I love the idea of being swept away by a tall, dark handsome hero and so it seems does Victoria Cornwall, author of both The Thief’s Daughter and The Captain’s Daughter! Victoria has written a smashing guest post for Linda’s Book Bag today all about The Perfect Hero and I think I agree with every word she says!
The Captain’s Daughter
Sometimes you need to discover your own strength in order to survive …
After a family tragedy, Janey Carhart was forced from her comfortable life as a captain’s daughter into domestic service. Determined to make something of herself, Janey eventually finds work as a lady’s maid at the imposing Bosvenna Manor on the edge of Bodmin Moor, but is soon caught between the two worlds of upstairs and downstairs, and accepted by neither, as she cares for her mistress.
Desperately lonely, Janey catches the attention of two men – James Brockenshaw and Daniel Kellow. James is heir to the Bosvenna estate, a man whose eloquent letters to his mother warm Janey’s heart. Daniel Kellow is a neighbouring farmer with a dark past and a brooding nature, yet with a magnetism that disturbs Janey. Two men. Who should she choose? Or will fate decide.
The Thief’s Daughter
Hide from the thief-taker, for if he finds you, he will take you away …
Eighteenth-century Cornwall is crippled by debt and poverty, while the gibbet casts a shadow of fear over the land. Yet, when night falls, free traders swarm onto the beaches and smuggling prospers.
Terrified by a thief-taker’s warning as a child, Jenna has resolved to be good. When her brother, Silas, asks for her help to pay his creditors, Jenna feels unable to refuse and finds herself entering the dangerous world of the smuggling trade.
Jack Penhale hunts down the smuggling gangs in revenge for his father’s death. Drawn to Jenna at a hiring fayre, they discover their lives are entangled. But as Jenna struggles to decide where her allegiances lie, the worlds of justice and crime collide, leading to danger and heartache for all concerned.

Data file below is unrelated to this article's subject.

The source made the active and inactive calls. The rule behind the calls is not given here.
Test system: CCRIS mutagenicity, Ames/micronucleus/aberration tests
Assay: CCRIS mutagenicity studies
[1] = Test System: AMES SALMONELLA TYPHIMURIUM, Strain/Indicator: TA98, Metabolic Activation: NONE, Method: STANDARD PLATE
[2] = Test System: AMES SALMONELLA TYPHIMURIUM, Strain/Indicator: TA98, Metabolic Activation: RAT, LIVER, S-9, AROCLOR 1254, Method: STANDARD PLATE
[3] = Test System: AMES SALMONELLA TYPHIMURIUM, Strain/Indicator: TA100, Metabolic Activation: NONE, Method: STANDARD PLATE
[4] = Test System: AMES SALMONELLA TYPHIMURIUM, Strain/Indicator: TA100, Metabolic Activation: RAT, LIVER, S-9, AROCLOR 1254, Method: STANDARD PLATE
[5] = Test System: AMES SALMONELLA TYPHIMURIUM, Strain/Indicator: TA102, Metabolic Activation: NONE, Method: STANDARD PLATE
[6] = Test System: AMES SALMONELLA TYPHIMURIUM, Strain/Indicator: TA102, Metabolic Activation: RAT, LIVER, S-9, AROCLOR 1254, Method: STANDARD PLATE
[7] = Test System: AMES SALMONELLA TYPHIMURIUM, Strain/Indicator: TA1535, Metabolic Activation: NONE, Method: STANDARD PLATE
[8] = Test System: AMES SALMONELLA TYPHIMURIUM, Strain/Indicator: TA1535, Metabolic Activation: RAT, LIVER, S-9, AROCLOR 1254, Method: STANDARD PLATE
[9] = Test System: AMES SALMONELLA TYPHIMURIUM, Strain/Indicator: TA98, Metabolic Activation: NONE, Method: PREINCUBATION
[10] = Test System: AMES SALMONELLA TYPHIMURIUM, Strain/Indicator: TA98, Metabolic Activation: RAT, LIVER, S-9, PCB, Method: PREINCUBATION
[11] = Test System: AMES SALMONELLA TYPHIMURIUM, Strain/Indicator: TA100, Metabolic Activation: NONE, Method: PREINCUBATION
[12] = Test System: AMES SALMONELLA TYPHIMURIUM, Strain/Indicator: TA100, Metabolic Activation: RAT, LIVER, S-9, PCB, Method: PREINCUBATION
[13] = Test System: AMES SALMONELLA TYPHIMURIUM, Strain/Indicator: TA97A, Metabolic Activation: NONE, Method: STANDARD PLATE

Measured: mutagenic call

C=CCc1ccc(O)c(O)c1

The Perfect Hero
A Guest Post by Victoria Cornwall
It’s tough being the perfect hero, just ask any man. The modern man walks an obstacle course made of unspoken rules and expectations which they are continually trying to figure out. These can change daily, depending on the subject, situation, or the woman they are trying to impress. One day taking control is interpreted as a strong male characteristic, on another it’s considered domineering behaviour. Taking a back seat can be viewed as allowing the woman to have control or it could be viewed as disinterest on his part. Is he the strong and silent type or emotionally distant? Has he the confidence to show his vulnerability or is he just plain weak? The only time a man can be assured of being the hero is when they remove a spider … but only if they are asked to do it. Then they can confidently sweep in, capture the hairy monster, show any witnesses present just how monstrous it is, before releasing it into the wild. The man in your life wants to be your hero, he just isn’t always sure what sort of hero you want.
Creating the ideal hero in fiction has the same pitfalls as each reader has their own idea of what he is like. The type of hero may differ depending on what is going on in the reader’s life at the time. Swing too much one way and you lose the reader’s affection, swing too much the other and you lose the reader’s respect.
When I wrote The Thief’s Daughter, I wanted the hero, Jack Penhale, to have all the good qualities of Ross Poldark, the dark brooding looks, the bravery, the tricorn hat that casts a shadow across his handsome face and his capacity to love deeply … so deeply that it dictates his behaviour in a way that may not necessarily be wise. As an antidote to the dangerous situations he finds himself in, I wanted Jack to show a softer side too, without appearing weak. He only shows this side to the woman he falls in love with. I decided to show this side of him through flashes of humour and his occasional, affectionate teasing of Jenna, the heroine. These exchanges mark their relationship as different from the very beginning, for she has already drawn out a side to him he rarely shows to anyone else. Readers may vary in their ideal hero’s looks, characteristics or ability to make sound judgements, but I’m sure that most readers would agree with me that by the end of the book the hero must love the heroine so deeply, it is to the exclusion of all others.
The hero in The Captain’s Daughter is a very special man. I defy anyone not to fall in love with him just a little bit. He is not a man for fancy words and he does not have the skill to charm, but he speaks the truth and his love for the heroine is enduring. He is a man who rarely shows his feelings, yet the love he feels for the heroine is enough to have the power to break his heart if he let it. He is one of the strongest heroes I have ever written and I adore him.
About Victoria Cornwall
Victoria Cornwall grew up on a farm in Cornwall. She can trace her Cornish roots as far back as the 18th century and it is this background and heritage which is the inspiration for her Cornish based novels.
Victoria is married and has two grown up children. She likes to read and write historical fiction with a strong background story, but at its heart is the unmistakable emotion, even pain, of loving someone.
Following a fulfilling twenty-five year career as a nurse, a change in profession finally allowed her the time to write. She is a member of the Romantic Novelists’ Association.